For instance, in the months before Texas-based oil company MDC Energy filed for bankruptcy eight months ago, the company paid its CEO $8.5 million in consulting fees, a debtor alleged in court. The company's debts exceed its assets by more than $180 million, and it would cost more than $40 million to clean up its wells if they were permanently closed. But "as of last week, dangerous, invisible gases were still spewing into the air," Tabuchi reports.

Wednesday, July 15, 2020

Iowa newspaper editor reflects on what it's like to be a rural Black journalist in today's political climate

Rushing looks over a new edition of the paper.
(Photo by Caroline Cummings)
What's it like for a Black journalist from Kansas City to move to rural Iowa for a newspaper job? Ty Rushing, managing editor of The N'West Iowa Review in Sheldon, joked that he didn't unpack his bags for months when he moved to rural Iowa more than seven years ago. After a few stints at area newspapers, he's now in Sheldon, a largely white community of more than 5,000 in the most conservative corner of Iowa, Caroline Cummings reports for KTVO.

"Being a Black journalist at this moment—when there’s a collective reckoning over the killings of black people at the hands of police and the systemic racism that allows for it—is not lost on him. He has covered protests over George Floyd's death in his community and those around it in Northwest Iowa," Cummings reports. 

Rushing says he has experienced racism, both in Iowa and elsewhere, but said most of his encounters in rural Iowa are positive and he's glad to have frank conversations about race. "For me to say black lives matter—I’ve been wearing this on my wrist for years—I don’t feel like that’s me being biased. I could quit my job tomorrow, get fired tomorrow and guess what: I’m a black man," Rushing told Cummings. "Being able to say that, hey, as a black man I should be able to live and enjoy the perks of being an American without concern or worry or fearing for myself from a simple traffic stop—I don’t believe that’s damaging my credibility as a journalist. It’s simply a human-rights issue."

Biden unveils $2 trillion climate plan, links it to economy

Former vice president Joe Biden unveiled Tuesday an expanded—and more expensive—version of his plan to address climate change and stimulate the U.S. economy. The plan proposes spending $2 trillion over four years, "calling for front-line, fence-line and environmentally vulnerable communities to get 40% of the benefits from his climate plan," Adam Aton reports for Energy & Environment News.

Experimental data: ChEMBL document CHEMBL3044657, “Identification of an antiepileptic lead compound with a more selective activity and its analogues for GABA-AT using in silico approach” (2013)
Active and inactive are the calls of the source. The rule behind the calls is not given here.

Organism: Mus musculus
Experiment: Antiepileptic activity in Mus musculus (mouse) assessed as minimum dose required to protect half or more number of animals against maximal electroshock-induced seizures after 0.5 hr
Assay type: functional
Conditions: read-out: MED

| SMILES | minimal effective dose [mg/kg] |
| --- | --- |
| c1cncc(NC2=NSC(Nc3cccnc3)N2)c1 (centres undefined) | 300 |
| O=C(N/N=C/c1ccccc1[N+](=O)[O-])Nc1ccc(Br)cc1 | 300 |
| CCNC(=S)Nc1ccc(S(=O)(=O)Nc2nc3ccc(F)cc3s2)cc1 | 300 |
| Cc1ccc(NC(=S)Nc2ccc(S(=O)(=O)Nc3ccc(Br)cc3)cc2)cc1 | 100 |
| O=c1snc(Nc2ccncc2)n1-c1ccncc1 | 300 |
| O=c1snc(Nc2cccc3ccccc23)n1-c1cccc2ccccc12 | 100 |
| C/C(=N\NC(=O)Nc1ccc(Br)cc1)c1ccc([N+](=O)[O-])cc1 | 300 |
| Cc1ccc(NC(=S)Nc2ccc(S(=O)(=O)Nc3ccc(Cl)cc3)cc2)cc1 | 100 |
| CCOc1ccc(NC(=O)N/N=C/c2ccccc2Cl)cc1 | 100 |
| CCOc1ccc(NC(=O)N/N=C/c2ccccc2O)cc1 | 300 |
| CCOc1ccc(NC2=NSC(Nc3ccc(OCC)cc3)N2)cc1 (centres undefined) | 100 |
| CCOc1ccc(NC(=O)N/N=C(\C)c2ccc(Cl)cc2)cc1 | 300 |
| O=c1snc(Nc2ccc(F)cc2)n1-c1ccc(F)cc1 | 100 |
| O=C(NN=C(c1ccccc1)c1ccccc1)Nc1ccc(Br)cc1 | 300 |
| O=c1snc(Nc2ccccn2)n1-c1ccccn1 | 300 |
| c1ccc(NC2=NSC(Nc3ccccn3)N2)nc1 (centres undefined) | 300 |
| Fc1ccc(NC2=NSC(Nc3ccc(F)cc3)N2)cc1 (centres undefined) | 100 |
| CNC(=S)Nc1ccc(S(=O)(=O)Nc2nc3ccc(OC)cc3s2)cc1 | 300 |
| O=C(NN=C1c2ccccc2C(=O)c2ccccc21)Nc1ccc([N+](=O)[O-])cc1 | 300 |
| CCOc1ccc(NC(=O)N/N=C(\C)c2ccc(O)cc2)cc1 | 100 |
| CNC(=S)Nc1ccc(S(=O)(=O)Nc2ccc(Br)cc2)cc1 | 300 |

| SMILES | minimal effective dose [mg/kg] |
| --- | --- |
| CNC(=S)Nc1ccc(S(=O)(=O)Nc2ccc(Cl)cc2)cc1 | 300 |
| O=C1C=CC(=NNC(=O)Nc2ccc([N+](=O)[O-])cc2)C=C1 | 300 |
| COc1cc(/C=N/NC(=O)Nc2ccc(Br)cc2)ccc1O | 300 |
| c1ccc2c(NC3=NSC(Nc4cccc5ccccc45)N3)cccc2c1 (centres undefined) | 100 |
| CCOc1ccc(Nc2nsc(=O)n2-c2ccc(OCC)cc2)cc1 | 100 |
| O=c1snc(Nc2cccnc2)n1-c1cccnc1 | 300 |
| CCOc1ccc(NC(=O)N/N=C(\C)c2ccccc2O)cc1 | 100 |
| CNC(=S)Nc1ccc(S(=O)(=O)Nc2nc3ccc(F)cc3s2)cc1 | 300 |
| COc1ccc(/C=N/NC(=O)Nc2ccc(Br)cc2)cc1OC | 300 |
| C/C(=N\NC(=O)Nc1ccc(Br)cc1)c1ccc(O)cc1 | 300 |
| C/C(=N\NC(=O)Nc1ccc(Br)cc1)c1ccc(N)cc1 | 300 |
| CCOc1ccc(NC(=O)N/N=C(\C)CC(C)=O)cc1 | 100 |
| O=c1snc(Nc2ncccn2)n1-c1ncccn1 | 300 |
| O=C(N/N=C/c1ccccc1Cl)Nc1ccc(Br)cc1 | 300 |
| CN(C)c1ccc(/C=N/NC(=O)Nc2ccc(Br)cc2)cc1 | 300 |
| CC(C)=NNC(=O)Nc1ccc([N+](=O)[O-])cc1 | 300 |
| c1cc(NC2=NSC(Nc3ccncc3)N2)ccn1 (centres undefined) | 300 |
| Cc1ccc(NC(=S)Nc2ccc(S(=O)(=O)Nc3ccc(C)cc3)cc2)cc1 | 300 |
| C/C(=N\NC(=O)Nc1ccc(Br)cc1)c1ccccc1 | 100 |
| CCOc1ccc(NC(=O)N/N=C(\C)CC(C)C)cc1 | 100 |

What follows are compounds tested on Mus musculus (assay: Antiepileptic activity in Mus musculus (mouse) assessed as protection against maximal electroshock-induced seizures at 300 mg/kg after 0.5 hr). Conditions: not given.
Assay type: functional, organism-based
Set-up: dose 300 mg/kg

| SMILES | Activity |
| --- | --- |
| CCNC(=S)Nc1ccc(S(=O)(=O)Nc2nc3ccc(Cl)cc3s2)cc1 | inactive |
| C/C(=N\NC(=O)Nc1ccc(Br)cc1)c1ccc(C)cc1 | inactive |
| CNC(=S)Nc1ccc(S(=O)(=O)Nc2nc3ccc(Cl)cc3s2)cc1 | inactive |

Last week a task force formed by Biden and more liberal primary rival Bernie Sanders recommended Biden set goals of eliminating carbon pollution from power plants by 2035, making all new buildings have net zero emissions by 2030, fund energy-saving upgrades to existing structures, install 500 million solar panels and manufacture 60,000 wind turbines.

Biden did not necessarily adopt all the task force's proposals, but they were taken into consideration, CNN reports. Biden did adopt its recommendation to make power plants carbon-neutral by 2035, Aton reports, as well as its recommendations on installing more solar panels, manufacturing more wind turbines, and making existing structures more energy-efficient.

Biden's plan, which carries a higher price tag than any of his other policy proposals, is a "leftward pivot" possibly meant to appease more liberal Democrats, but it also "reflects how the falling cost of renewable energy has made it easier to pitch climate policy as economic stimulus," Aton reports. When Biden announced the plan yesterday, he emphasized that plans like retrofitting buildings with LED lighting would mean jobs for electricians and union workers.

"Republicans responded by accusing Biden of trying to destroy millions of oil and gas jobs," Aton reports, but such arguments may be less powerful these days because falling clean-energy costs have made it easier to make a case for growing the economy with renewable-energy jobs. Renewable energy is a major source of jobs in the rural Midwest (a presidential battleground), far more than oil, gas or coal jobs, according to a January report.

Daily rate of new coronavirus infections in rural America climbed 150% since mid-June; see county-level data

Non-metropolitan rate, per population of new corinavirus cases, June 13-July 12
(Daily Yonder map; click the image to enlarge it or click here for the interactive version.)